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BMJ Open. 2012 May 11;2(3). pii: e000914. doi: 10.1136/bmjopen-2012-000914. Print 2012.

Antidopaminergic drugs and acute pancreatitis: a population-based study.

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Department of Neuroscience, Unit of Psychiatry, Uppsala University, Uppsala, Sweden.



To evaluate the suggested association between antidopaminergic drugs and acute pancreatitis.


A large population-based nested case-control study.


Swedish nationwide study from 2006 to 2008.


The Patient Register was used to identify 6161 cases of acute pancreatitis. The 61 637 control subjects were randomly selected from the Register of the Total Population by frequency-based density sampling, matched for age, sex and calendar year.


Exposure data were extracted from the Prescribed Drug Register. Antidopaminergic drugs were grouped into antiemetic/anxiolytic and other antipsychotics. Current use of antidopaminergic drugs was defined as filling a prescription 1-114 days before index date, while previous use was 115 days to 3.5 years before index date.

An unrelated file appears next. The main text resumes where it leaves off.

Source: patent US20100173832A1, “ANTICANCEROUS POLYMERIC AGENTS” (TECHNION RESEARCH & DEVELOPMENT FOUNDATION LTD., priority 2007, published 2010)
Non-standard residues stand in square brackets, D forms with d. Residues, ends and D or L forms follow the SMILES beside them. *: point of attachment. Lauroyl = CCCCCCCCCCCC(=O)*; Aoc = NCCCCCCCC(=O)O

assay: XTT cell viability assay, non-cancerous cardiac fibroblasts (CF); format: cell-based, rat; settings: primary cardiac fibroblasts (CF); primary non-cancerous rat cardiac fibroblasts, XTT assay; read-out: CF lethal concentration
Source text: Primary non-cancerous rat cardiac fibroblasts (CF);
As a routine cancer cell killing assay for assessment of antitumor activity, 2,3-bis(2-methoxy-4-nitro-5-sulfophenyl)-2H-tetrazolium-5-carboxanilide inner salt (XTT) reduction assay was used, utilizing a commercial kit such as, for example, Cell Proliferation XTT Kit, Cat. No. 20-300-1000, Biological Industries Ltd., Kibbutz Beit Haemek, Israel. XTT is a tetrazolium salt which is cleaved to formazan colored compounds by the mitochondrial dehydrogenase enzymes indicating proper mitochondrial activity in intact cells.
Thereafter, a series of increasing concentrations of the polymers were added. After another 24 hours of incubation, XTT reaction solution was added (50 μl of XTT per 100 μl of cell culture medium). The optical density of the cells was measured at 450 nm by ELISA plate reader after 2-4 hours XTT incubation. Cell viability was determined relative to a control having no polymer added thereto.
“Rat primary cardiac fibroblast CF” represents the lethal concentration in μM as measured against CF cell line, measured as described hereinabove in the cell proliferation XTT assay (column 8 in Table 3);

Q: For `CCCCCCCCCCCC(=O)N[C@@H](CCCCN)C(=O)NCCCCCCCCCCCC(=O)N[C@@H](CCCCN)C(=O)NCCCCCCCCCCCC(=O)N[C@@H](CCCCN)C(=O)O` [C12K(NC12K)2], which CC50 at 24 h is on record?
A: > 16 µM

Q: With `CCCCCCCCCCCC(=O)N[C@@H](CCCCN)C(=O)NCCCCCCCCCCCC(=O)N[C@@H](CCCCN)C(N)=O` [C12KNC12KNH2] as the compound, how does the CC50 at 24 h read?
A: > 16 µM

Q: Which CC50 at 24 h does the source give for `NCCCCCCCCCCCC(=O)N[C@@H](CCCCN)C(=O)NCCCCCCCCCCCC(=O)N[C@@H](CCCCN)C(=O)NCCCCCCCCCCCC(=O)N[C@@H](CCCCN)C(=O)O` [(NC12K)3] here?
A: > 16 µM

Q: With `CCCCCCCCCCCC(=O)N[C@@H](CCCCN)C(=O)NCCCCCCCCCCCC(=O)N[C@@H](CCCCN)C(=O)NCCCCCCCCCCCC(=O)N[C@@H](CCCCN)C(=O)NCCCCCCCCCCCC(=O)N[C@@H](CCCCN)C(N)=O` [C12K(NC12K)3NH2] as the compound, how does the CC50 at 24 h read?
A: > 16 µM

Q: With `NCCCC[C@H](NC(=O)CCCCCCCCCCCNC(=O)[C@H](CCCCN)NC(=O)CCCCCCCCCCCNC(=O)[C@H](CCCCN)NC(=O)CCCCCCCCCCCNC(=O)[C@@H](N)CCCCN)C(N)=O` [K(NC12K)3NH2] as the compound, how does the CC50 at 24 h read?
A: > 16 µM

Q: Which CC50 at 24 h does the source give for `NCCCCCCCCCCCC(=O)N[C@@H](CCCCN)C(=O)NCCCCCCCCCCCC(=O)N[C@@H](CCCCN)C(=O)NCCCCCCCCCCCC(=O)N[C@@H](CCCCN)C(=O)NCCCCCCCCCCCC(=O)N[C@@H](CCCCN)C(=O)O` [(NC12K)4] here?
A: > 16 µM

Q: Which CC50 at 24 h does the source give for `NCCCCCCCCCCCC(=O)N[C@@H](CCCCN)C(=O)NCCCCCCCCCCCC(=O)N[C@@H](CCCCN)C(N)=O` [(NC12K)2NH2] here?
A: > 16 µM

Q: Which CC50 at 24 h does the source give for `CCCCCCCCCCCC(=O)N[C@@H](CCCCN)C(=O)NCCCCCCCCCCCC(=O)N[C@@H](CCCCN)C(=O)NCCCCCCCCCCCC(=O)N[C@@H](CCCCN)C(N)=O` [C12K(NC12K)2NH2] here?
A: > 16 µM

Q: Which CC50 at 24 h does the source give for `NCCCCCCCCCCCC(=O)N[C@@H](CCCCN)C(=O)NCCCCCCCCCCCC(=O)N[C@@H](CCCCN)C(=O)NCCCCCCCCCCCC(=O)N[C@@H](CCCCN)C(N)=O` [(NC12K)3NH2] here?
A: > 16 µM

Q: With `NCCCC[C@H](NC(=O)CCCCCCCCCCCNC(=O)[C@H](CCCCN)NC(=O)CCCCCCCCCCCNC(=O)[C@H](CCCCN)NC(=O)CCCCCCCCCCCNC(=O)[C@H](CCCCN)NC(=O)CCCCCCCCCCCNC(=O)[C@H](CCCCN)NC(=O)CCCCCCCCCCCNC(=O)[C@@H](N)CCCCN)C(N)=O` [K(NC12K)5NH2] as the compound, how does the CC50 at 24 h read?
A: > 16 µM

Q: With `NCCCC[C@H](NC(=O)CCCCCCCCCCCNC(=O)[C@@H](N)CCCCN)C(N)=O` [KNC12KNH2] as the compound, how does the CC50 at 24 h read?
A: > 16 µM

Cases were defined as being diagnosed as having acute pancreatitis. ORs and 95% CIs were calculated using unconditional logistic regression.


The unadjusted OR indicated an increased risk of acute pancreatitis among current users of antiemetic/anxiolytics (OR 1.9, 95% CI 1.4 to 2.6), but not in the multivariable model adjusting for alcohol-related comorbidity, chronic obstructive lung disease, ischaemic heart disease, obesity, diabetes, opioid use, gallstone disease, educational level, marital status and number of concomitant medications (OR 0.9, 95% CI 0.6 to 1.2). Similarly, among current users of other antipsychotics, the unadjusted OR was 1.4 (95% CI 1.1 to 1.6), while the adjusted OR was 0.8 (95% CI 0.6 to 0.9). Results regarding previous use of antidopaminergic drugs followed a similar risk pattern as for current use.


The lack of association between antidopaminergic drugs and acute pancreatitis after adjustment for confounding factors in this study suggests that the previously reported positive associations might be explained by confounding.

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